March 12, 2007 – Building off a V-twin brand name
March 12, 2007
Filed under Features
CINCINNATI — Don’t look for Titan Motorcycle Co. to become the production titan of the V-twin industry again anytime soon.
One of the heritage brands of the V-twin industry, Titan has been manufacturing motorcycles in the 200-range for the past two years, said Donn Proudfoot, Titan’s president. He hopes to double that number, but don’t expect it to happen overnight.
“There’s too much product out there right now,” Proudfoot said, sitting at his company’s booth at the recently held V-Twin Expo in Cincinnati. “I think everybody is over-built right now.
“I sincerely believe this is a year of change in 2007. When the dust settles, there will be many fewer people (OEMs and aftermarket manufacturers) out there.”
The year of change for Titan came in 2001 when the company went from building 1,800 bikes in 2000 to filing for bankruptcy the following year. That event had followed four staggering years of growth, where the Phoenix, Ariz.,-based company jumped from a production level of 100 for 1996 to the 1,800 just four years later.
Titan’s rapid growth was the result of its founders’ decision to use the industry’s top aftermarket products — from Daytec frames to S&S engines — and a “a huge shortage of Harley-Davidsons and a pent-up demand for custom products,” Proudfoot said. “So they filled both needs by building a custom bike.”
At the time of the bankruptcy, Proudfoot was a Titan dealer who was stuck with $2 million in inventory. That issue, plus a belief in the product and its brand, led him to acquire the company’s assets.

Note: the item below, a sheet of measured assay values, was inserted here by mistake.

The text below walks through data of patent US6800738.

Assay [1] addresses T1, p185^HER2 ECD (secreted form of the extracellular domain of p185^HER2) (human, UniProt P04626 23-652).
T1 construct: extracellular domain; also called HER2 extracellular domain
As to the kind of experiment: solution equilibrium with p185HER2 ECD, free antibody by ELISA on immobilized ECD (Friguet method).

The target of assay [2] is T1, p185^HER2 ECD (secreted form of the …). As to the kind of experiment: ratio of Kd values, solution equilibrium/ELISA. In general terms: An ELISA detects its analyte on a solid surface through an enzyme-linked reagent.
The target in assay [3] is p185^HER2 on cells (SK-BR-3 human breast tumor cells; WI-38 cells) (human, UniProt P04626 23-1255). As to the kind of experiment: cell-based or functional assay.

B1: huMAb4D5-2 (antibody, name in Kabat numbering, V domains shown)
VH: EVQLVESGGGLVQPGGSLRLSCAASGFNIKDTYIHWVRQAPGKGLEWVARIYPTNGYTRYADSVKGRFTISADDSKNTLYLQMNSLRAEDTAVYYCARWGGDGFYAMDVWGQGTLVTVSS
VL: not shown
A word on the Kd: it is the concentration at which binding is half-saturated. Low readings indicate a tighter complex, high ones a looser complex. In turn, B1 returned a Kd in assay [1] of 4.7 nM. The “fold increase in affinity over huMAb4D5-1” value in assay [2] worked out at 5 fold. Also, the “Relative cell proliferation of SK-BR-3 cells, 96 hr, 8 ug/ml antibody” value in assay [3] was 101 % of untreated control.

“One of the resilient factors of Titan is its brand name,” Proudfoot said, noting the previous owners had spent $60-80 million in advertising and marketing.
“I think anybody is crazy to go start up a motorcycle company today,” Proudfoot said. “You’d be out of your mind.
“If you have a brand that already exists, you don’t have to explain to people who you are,” he said. “You might have to answer where you’re going, but at least they ask who you are.”
Today, Titan manufactures its various models for 30 dealers in Canada and the United States. Proudfoot would like to see that dealer network increase to 50, as the company has hopes to double its sales. The latter won’t happen in 2007, but potentially in 2008.
“At 400, we’re small enough that you can react to market needs and changes,” Proudfoot said.
Titan offers a range of bike models, including the long and low Radical Rigid, with its 37-degree rake and air-cooled V-Twin 112ci S&S powerplant; the Sidewinder, which the company calls the “the world’s only production rubber mount chopper;” and the company’s long-popular Gecko bike.
“The product didn’t fail,” Proudfoot said of Titan. “At the time, the management failed.” psb